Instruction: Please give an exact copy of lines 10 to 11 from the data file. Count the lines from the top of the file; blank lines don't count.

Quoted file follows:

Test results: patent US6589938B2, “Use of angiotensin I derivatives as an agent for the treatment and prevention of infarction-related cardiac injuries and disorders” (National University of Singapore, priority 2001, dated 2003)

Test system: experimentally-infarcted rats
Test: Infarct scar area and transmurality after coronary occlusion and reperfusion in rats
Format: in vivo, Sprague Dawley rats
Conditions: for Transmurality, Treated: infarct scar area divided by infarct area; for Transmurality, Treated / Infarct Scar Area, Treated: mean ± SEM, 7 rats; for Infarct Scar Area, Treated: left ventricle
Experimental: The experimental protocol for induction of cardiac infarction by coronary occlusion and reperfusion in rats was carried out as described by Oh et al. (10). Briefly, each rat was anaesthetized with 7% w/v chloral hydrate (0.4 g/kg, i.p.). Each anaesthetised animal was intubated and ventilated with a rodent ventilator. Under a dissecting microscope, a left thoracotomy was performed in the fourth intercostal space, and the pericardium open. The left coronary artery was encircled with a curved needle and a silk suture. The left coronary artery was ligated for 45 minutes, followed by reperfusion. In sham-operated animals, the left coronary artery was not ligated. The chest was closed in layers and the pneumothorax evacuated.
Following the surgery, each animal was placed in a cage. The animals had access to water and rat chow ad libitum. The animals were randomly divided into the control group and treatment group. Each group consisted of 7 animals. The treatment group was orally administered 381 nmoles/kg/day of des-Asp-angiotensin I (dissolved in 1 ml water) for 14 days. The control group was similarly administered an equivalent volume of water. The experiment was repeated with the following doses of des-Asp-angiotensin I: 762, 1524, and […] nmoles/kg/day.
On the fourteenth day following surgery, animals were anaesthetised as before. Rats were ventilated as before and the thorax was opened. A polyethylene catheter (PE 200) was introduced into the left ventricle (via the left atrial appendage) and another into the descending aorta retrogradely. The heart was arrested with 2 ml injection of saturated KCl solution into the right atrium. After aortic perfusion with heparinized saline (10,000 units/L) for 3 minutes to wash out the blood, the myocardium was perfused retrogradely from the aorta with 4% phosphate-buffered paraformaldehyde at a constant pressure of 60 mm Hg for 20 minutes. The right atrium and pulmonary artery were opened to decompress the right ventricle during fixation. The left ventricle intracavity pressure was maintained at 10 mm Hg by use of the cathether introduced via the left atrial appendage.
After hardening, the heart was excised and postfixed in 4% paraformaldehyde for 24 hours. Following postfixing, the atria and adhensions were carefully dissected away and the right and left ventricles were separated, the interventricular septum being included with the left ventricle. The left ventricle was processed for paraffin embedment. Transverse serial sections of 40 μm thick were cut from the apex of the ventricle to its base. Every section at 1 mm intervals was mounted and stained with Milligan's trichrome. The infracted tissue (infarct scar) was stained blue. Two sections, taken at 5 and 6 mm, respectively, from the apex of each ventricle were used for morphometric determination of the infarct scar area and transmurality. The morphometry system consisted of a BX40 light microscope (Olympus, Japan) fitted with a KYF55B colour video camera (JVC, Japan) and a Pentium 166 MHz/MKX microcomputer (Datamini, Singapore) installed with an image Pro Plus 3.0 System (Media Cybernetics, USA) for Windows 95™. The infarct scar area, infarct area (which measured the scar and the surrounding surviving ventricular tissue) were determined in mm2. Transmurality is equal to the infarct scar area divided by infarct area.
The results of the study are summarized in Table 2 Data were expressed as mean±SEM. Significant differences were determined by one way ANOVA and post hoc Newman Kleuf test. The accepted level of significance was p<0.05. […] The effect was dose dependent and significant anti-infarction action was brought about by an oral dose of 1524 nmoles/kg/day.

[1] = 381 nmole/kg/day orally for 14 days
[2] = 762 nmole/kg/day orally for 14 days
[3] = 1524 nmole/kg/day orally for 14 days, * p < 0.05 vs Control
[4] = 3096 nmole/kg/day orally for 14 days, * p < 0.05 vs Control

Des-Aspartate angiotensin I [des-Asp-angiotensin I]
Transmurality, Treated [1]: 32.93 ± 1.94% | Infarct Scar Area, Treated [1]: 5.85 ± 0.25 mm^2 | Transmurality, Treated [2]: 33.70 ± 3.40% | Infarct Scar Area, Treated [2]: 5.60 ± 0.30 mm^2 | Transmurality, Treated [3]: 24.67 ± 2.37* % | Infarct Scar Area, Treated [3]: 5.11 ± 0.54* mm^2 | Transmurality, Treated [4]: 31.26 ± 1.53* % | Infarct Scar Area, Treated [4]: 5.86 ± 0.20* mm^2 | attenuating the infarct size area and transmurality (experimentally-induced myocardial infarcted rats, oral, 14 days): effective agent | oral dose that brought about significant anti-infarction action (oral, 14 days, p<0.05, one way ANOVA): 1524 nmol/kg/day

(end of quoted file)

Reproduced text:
The results of the study are summarized in Table 2 Data were expressed as mean±SEM. Significant differences were determined by one way ANOVA and post hoc Newman Kleuf test. The accepted level of significance was p<0.05. […] The effect was dose dependent and significant anti-infarction action was brought about by an oral dose of 1524 nmoles/kg/day.

[1] = 381 nmole/kg/day orally for 14 days